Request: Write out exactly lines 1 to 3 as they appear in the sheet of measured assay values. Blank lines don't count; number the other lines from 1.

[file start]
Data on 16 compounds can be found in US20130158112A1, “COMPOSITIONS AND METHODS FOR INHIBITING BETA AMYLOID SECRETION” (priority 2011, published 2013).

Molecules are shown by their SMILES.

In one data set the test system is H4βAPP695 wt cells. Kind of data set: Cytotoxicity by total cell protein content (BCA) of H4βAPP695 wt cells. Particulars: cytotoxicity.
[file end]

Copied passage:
Data on 16 compounds can be found in US20130158112A1, “COMPOSITIONS AND METHODS FOR INHIBITING BETA AMYLOID SECRETION” (priority 2011, published 2013).

Molecules are shown by their SMILES.

In one data set the test system is H4βAPP695 wt cells. Kind of data set: Cytotoxicity by total cell protein content (BCA) of H4βAPP695 wt cells. Particulars: cytotoxicity.